I look up at the front elevation, close my eyes and pray to Hestia, the god of architecture.


In London to discuss the potential use of the Abercwmboi site to stage the show. I’m not going to say with whom just yet as its early days but it was very encouraging and a collaboration with this particular institution would be fantastic.

In the afternoon we meet with Musion 3D, world leaders in holographic projection technology.
The people responsible for the digital resurrection of Tupac singing with Snoop Dog Dog at the Cochella festival a few years back. We speak in depth with Musion’s technical director Ian O’Connell on what’s possible, how to conjure up the spirit of the pioneers but in four sites simultaneously across two continents. It’s basically a more sophisticated version of the old magic illusion ‘Pepper’s Ghost’…smoke and mirrors…exciting !

Truth or Aberdare

Tuesday and Wednesday

We visit the next town of Aberdare where in 1865 a few of its people also left in search of the promised land in Patagonia. We head straight to the library and dive into the Wesleyan world ( and other denominations ) of chapels. Staggeringly, there were a 180 in the Cynon Valley alone at one time.

I imagine that the central part of the PATAGONIA150 scenography will be a porous architectural composite of four actual chapels from each of the locations, therefore a suitable local site needs to be found ( as well as the main location to stage the show !) . I find the perfect book ‘The Chapels of The Cynon Valley’ by John Vernon Jones and the Cynon Valley History Society, its incredibly detailed with original plans, drawings and photos, including a few original corrugated iron clad chapels, one in particular draws my attention known as Zion Zinc.

Sian has her head in another chapel book and discovers that many of the valley dwellers held weekly gatherings in their homes called Noson Weu/ Knitting assemblies, where friends and neighbours would meet to….knit one , purl one and pray.

Clearly faith played a fundamental part in their lives and the chapel an integral role within society as they offered education and comfort and helped people cope with the tough conditions under which they lived and worked. The Chapels were centres of social and cultural life and through Sunday schools many in the community were educated. Chapels also played a part in fighting the bad behaviour found in the towns. A Temperance Movement was also started to stop drunkenness.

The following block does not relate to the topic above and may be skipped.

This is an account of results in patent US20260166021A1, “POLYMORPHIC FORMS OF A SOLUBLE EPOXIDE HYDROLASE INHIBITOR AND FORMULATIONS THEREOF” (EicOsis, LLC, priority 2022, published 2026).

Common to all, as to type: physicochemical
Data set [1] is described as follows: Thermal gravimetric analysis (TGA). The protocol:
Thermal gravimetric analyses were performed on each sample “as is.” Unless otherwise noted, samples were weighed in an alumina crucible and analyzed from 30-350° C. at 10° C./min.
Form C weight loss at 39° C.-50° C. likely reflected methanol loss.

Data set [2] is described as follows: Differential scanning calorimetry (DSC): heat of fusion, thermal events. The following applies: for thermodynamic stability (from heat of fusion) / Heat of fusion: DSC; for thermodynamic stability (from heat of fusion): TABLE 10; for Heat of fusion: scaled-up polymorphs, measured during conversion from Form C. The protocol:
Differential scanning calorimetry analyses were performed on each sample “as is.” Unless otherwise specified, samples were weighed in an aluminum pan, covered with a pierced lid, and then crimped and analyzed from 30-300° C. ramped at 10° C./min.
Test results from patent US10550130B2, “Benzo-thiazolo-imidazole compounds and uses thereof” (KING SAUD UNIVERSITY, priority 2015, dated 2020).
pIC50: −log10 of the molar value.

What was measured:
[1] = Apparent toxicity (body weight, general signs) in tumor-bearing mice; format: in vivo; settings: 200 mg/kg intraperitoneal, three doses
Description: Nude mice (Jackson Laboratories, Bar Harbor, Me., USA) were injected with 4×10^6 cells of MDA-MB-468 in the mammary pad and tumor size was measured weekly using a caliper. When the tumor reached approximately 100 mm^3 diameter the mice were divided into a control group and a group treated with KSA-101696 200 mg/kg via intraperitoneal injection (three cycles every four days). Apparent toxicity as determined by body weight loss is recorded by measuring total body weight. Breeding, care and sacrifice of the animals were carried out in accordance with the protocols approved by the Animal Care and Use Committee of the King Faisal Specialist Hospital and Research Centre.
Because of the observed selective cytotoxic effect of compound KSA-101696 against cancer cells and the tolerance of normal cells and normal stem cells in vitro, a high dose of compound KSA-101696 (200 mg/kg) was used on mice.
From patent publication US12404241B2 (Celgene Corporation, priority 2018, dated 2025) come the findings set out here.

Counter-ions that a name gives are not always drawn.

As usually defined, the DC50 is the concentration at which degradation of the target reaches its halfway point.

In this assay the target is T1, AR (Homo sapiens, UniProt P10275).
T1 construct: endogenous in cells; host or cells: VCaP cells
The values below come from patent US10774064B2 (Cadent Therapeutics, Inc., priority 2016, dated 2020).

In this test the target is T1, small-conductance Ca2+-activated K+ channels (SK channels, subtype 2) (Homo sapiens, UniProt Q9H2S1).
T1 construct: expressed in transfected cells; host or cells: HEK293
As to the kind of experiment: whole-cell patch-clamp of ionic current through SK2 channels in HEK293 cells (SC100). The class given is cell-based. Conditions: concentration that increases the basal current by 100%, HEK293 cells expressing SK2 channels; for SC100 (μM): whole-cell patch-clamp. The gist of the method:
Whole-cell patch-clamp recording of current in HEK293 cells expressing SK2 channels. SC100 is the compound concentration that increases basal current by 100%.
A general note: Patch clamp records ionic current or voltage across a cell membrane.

I never new this fact but from 1850 onwards Aberdare became a centre of Welsh language printing. Between 1854 and 1865 many printing presses opened and the town boasted
‘What we think today, Wales will think tomorrow’.
Many learned journals and papers were printed in the town. Most of these publications gave a chapel viewpoint on life and politics. From the late 1860’s the publications became more political, as industrial problems become more important in people’s lives. Around 1900 the printing industry began to decline, because fewer people spoke Welsh and religion was less central to everyday life.


A trip to the museum in Aberdare, and we are welcomed by a ‘Yaba dabAbadare’ from the person behind the front desk, it’s a gem of a place which has a great section on William Hager, a local true pioneer of early silent films and the subject of Good Cop Bad Cop’s wonderful performance ‘Phantom Ride’. It also has a great caffi where we meet up with the writer Roger Williams who will create the ‘script’ for PATAGONIA150′. We had an incredibly fruitful collaboration on our last show Tir Sir Gar, so I’m keen for this relationship to continue. We bombard him with the concept thus far and immediately he suggests great ways of how to shape the narrative.

I would like the typical structure of a Chapel service ( of the Congregationalists kind) to somehow dictate the dramaturgical arch of the piece – It’s the faith that moved them, literally.

To discuss this notion further we meet with the author of
‘The Chapels of the Cynon Valley’, John Vernon Jones who gives us a fascinating insight and breakdown of the chapel infrastructure. I’m particularly interested in the Congregationalists as Michael D Jones was a fervent minister of this particular denomination. Actually, I was also christened as one.
This is how John describes them.

‘Congregational (independent)

Individual congregations manage their own affairs with church government ( The Congregational Union). Maintains the right of each gathered community of Christians to govern its own affairs and choose its own minister, independent of outside control . Congregations are governed by principles of congregationalism. System of doctrine and ecclesiastical government in which each congregation is autonomous and self- governing, and maintains bonds of faith with other similar local congregations. ‘

This is fascinating and reaffirms my understanding of how the original settlers managed to survive; that the their Congregationalist methodology and its associated infrastructure held them together, influenced and shaped the community that subsequently formed and in fact still exists today.